Some of the FAQs about the occasion are answered here:
- When is Mahashivratri?
The festival that celebrates the union of Shiva with Shakti falls in the month of Phalgun according to Hindu calendar, which is the month of February- March. This year Mahashivratri falls on March 1. It will start at 3:16 am on March 1 and end at 1:00 am on March 2.
- What is the history of Shivratri?
The legend of marriage of Shiva and Shakti is one the most important legends related to the festival of Mahashivaratri. The story tells us how Lord Shiva got married a second time to Shakti, his divine consort. According to legend of Shiva and Shakti, the day Lord Shiva got married to Parvati is celebrated as Shivaratri – the Night of Lord Shiva.There are many legends about the marriage of Shiva and Shakti and why mahashivratri is celebrated but what is the core belief for this day is that on this day Mahadeva and his love Parvati married today and consummated their marriage.
- What is the significance of Mahashivratri?
Mahashivratri signifies love, passion and togetherness in a married life. Shiva and Shakti are two forms of one energy and it is only together that they stand complete or powerful. This symbolises that a marriage is all about both the partners being in the relationship together and emerging strong at every step of life. If one falters, the other one should always stand in the way to correct it.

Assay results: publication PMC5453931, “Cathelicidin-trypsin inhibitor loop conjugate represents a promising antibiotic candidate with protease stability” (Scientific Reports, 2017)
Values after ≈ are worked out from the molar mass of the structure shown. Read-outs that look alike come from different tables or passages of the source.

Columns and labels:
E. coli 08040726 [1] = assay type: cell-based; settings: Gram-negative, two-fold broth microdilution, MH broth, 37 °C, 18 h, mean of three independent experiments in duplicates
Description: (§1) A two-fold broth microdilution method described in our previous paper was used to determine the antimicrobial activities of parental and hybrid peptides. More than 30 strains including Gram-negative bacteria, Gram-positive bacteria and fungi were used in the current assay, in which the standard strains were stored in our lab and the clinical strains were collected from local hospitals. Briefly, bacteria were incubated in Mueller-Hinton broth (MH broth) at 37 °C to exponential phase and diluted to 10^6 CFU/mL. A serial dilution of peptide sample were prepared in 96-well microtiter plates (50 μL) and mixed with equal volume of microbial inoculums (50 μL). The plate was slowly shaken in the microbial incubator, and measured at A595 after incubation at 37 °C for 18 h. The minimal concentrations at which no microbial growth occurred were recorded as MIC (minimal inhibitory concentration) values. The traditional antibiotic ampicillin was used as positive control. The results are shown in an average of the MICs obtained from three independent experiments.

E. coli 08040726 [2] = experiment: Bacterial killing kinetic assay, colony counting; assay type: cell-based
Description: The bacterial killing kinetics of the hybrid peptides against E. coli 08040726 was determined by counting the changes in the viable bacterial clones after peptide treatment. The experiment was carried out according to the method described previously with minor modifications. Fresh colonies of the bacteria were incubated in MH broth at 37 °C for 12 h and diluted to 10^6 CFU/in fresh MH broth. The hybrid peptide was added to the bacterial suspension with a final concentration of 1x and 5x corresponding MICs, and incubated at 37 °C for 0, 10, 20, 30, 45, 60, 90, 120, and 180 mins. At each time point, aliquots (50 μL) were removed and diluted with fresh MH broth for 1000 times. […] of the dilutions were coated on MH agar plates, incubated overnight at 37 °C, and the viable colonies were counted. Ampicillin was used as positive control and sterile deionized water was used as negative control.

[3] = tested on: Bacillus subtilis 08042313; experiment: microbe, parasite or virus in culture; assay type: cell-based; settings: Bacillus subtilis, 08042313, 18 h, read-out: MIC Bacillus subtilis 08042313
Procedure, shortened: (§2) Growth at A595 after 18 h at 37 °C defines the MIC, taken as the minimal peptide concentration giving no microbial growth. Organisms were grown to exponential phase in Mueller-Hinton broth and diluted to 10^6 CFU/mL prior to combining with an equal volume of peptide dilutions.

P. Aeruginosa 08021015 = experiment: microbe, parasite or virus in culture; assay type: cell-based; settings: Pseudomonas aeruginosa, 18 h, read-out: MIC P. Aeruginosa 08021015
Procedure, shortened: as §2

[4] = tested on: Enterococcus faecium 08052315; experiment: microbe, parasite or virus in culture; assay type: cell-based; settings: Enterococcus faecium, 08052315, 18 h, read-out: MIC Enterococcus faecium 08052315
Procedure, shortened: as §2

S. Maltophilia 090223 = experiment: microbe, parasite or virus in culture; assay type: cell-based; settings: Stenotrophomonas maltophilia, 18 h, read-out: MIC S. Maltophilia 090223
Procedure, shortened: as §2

- How is it celebrated?
The celebration includesa “jaagaran”, an all-night prayer because it i believed that all through the night doing japa is like “overcoming darkness and ignorance” in one’s life and the world through Shiva. Offerings of fruits, leaves, sweets and milk to Shiva are made, some perform all-day fasting with vedic or tantric worship of Shiva, and some perform meditative Yoga. In Shiva temples, “Om Namah Shivaya”, the sacred mantra of Shiva, is chanted through the day. Devotees praise Shiva through the recitation of Shiv Chalisa.
According to one legend in the Shaivism tradition, this is the night when Shiva performs the heavenly dance of creation, preservation and destruction. The chanting of hymns, the reading of Shiva scriptures and the chorus of devotees joins this cosmic dance and remembers Shiva’s presence everywhere.
The major Jyotirlinga Shiva temples of India, such as in Varanasi and Somanatha, are particularly frequented on Maha Shivaratri. They serve also as sites for fairs and special events.